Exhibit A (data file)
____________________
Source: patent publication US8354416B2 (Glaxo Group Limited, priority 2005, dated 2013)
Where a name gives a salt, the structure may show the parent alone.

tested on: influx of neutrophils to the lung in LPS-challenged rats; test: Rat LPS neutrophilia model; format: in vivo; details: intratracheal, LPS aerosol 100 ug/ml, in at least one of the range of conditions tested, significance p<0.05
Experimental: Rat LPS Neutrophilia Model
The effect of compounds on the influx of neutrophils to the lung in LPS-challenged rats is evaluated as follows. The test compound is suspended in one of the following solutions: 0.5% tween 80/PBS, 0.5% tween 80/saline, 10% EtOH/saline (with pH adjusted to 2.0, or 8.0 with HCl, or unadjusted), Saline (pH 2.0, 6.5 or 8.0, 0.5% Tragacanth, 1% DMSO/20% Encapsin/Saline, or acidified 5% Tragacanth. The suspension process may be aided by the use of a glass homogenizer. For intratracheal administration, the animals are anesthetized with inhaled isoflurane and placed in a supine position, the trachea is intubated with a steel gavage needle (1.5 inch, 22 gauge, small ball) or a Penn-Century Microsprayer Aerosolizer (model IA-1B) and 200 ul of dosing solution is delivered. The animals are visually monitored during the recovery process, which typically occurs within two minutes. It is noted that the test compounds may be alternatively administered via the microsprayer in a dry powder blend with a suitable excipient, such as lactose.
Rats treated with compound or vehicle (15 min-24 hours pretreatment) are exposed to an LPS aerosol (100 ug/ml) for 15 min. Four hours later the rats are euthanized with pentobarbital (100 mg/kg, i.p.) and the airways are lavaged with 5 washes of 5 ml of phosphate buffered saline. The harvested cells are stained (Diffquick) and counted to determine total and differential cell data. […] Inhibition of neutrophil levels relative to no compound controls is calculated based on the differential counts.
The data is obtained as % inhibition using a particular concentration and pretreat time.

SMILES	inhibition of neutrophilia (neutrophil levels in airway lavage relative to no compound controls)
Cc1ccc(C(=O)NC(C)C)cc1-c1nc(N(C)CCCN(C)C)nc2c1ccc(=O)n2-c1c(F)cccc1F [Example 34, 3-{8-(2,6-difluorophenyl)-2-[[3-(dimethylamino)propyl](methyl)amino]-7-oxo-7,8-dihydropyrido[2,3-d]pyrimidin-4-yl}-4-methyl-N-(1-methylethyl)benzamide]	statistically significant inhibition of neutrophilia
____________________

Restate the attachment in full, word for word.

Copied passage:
Source: patent publication US8354416B2 (Glaxo Group Limited, priority 2005, dated 2013)
Where a name gives a salt, the structure may show the parent alone.

tested on: influx of neutrophils to the lung in LPS-challenged rats; test: Rat LPS neutrophilia model; format: in vivo; details: intratracheal, LPS aerosol 100 ug/ml, in at least one of the range of conditions tested, significance p<0.05
Experimental: Rat LPS Neutrophilia Model
The effect of compounds on the influx of neutrophils to the lung in LPS-challenged rats is evaluated as follows. The test compound is suspended in one of the following solutions: 0.5% tween 80/PBS, 0.5% tween 80/saline, 10% EtOH/saline (with pH adjusted to 2.0, or 8.0 with HCl, or unadjusted), Saline (pH 2.0, 6.5 or 8.0, 0.5% Tragacanth, 1% DMSO/20% Encapsin/Saline, or acidified 5% Tragacanth. The suspension process may be aided by the use of a glass homogenizer. For intratracheal administration, the animals are anesthetized with inhaled isoflurane and placed in a supine position, the trachea is intubated with a steel gavage needle (1.5 inch, 22 gauge, small ball) or a Penn-Century Microsprayer Aerosolizer (model IA-1B) and 200 ul of dosing solution is delivered. The animals are visually monitored during the recovery process, which typically occurs within two minutes. It is noted that the test compounds may be alternatively administered via the microsprayer in a dry powder blend with a suitable excipient, such as lactose.
Rats treated with compound or vehicle (15 min-24 hours pretreatment) are exposed to an LPS aerosol (100 ug/ml) for 15 min. Four hours later the rats are euthanized with pentobarbital (100 mg/kg, i.p.) and the airways are lavaged with 5 washes of 5 ml of phosphate buffered saline. The harvested cells are stained (Diffquick) and counted to determine total and differential cell data. […] Inhibition of neutrophil levels relative to no compound controls is calculated based on the differential counts.
The data is obtained as % inhibition using a particular concentration and pretreat time.

SMILES	inhibition of neutrophilia (neutrophil levels in airway lavage relative to no compound controls)
Cc1ccc(C(=O)NC(C)C)cc1-c1nc(N(C)CCCN(C)C)nc2c1ccc(=O)n2-c1c(F)cccc1F [Example 34, 3-{8-(2,6-difluorophenyl)-2-[[3-(dimethylamino)propyl](methyl)amino]-7-oxo-7,8-dihydropyrido[2,3-d]pyrimidin-4-yl}-4-methyl-N-(1-methylethyl)benzamide]	statistically significant inhibition of neutrophilia